Is it pedantic to expect linguistic excellence? No. Unless Americans want English to devolve into an impenetrable amalgam of goofs and gaffes, protecting our language, like liberty itself, demands eternal vigilance.
Where's the onoma, rhema?
Another construction that appalls me is "The reason being is ..." "Being" is the verb, not an adjective. "Is" is unnecessary (and, in Bil CLinton's case, ill-defined).
Or "The laundry needs washed." No, the laundry needs TO BE washed. Or the laundry needs WASHING. "Washed" is never a noun, so whatever the laundry needs, it must be some form of verb.
Don't even get me started on spelling ...
Color me skeptical. It's a little hard to believe. ... But it's more than a little stirring that old Ben hasn't been entirely forgotten.
That's because THEY DON'T TEACH SUCH RUDIMENTARY THINGS AS LANGUAGE anymore. Just like they don't teach the true history of America anymore.
What they teach is multi-culturalism and homosexual relationships .. the dumbing down of America.
I wanna get me a huntin' license.
¿Por qué debemos preocuparnos de inglés?
"The media is..."
The one the always annoys me is the use of "he and I" when "him and me" should be used. "He and I" are the lazy default. As in, "Give some of that cake to he and I."
You're right, and if I remember my high-school grammar instruction correctly, both constructions that follow the transitive verb needs are direct objects, so the infinitive phrase to be washed and the gerund washing both have noun functions in each sentence.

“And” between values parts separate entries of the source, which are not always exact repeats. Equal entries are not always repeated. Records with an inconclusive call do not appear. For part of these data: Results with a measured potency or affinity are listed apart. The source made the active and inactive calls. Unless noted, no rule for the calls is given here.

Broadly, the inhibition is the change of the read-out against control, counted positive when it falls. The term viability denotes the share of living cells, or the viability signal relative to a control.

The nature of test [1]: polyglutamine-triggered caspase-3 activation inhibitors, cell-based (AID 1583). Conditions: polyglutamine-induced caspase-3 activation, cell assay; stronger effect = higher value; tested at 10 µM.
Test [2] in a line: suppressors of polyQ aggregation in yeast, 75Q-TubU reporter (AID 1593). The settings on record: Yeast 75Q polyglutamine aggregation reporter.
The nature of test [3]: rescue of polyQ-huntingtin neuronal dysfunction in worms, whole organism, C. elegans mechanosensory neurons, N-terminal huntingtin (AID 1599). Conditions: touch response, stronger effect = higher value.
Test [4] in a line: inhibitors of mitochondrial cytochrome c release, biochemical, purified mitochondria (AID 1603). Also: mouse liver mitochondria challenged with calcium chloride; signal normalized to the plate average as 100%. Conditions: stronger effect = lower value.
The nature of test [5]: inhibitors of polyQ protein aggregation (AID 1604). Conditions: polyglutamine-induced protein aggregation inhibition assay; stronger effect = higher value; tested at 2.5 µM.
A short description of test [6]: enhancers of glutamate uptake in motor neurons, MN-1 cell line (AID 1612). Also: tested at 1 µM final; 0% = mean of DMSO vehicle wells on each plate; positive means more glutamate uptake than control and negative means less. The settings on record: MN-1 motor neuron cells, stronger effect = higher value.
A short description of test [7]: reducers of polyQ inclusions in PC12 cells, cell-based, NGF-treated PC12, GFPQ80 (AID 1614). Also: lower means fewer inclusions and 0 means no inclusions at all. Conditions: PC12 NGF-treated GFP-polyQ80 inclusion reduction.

"Fewer and fewer Americans bother to discuss hypothetical or counterfactual circumstances using this verb mood."
Perhaps if the experts learned to express themselves more simply, hopeful students would improve their grammar.
The distinction between "was" and "were" is outmoded. The meaning, in either case, is clear. Why pressure the student with extra worries when there are egregious errors such as, "He gave the book to I"? Or, "Me and my wife went to the show."
Or perhaps they should start teaching grammar to the teachers. One teacher who wrote to a local paper to rebut the complaints about failing grades on teacher's exams, started her first sentence with these words, "I and my colleagues..."
A post talking about politicians mangling the English language, and not one mention of President Bush's legendary malapropisms? He may be many things, but an effective communicator he certainly is not.
Reminds me of a great Dave Barry "Ask Mr. Language Person" column:
Q. When should I say "phenomena," and when should I say "phenomenon?"
A. "Phenomena" is what grammarians refer to as a "subcutaneous invective," which is a word used to describe skin disorders, as in "Bob has a weird phenomena on his neck shaped like Ted Koppel." Whereas "phenomenon" is used to describe a backup singer in the 1957 musical group "Duane Furlong and the Phenomenons."
One grammatical error that's been grating on me in recent times is the use of the word "less" when the word "fewer" is the correct choice.
btw (webisms piss me off too) my six year old grandson corrects other kids' grammar on a regular basis.
As a teacher, I'll respectfully disagree, kitkat. The meaning of "Me and my wife went to the show" is also clear. Just as students should know pronoun cases, I think they should also know the three moods of verbs: indicative, imperative, and subjunctive.
Yup. A wise old journalism professor told me, "Always use who with people and animals (pets) with names."
For example, "'thuh' Earth" rather than "'thee' Earth".
This always sounds childish to me, kind of like Valley Girl speech.
Many people -- media people, notably -- who substitute the nominative case for the objective do so in an attempt to sound grammatically knowledgeable, I think. They're just not aware of constructions like direct and indirect objects, objects of prepositions (your example), and subjects of infinitive phrases ("We asked him to be our captain").
Disclaimer: Opinions posted on Free Republic are those of the individual posters and do not necessarily represent the opinion of Free Republic or its management. All materials posted herein are protected by copyright law and the exemption for fair use of copyrighted works.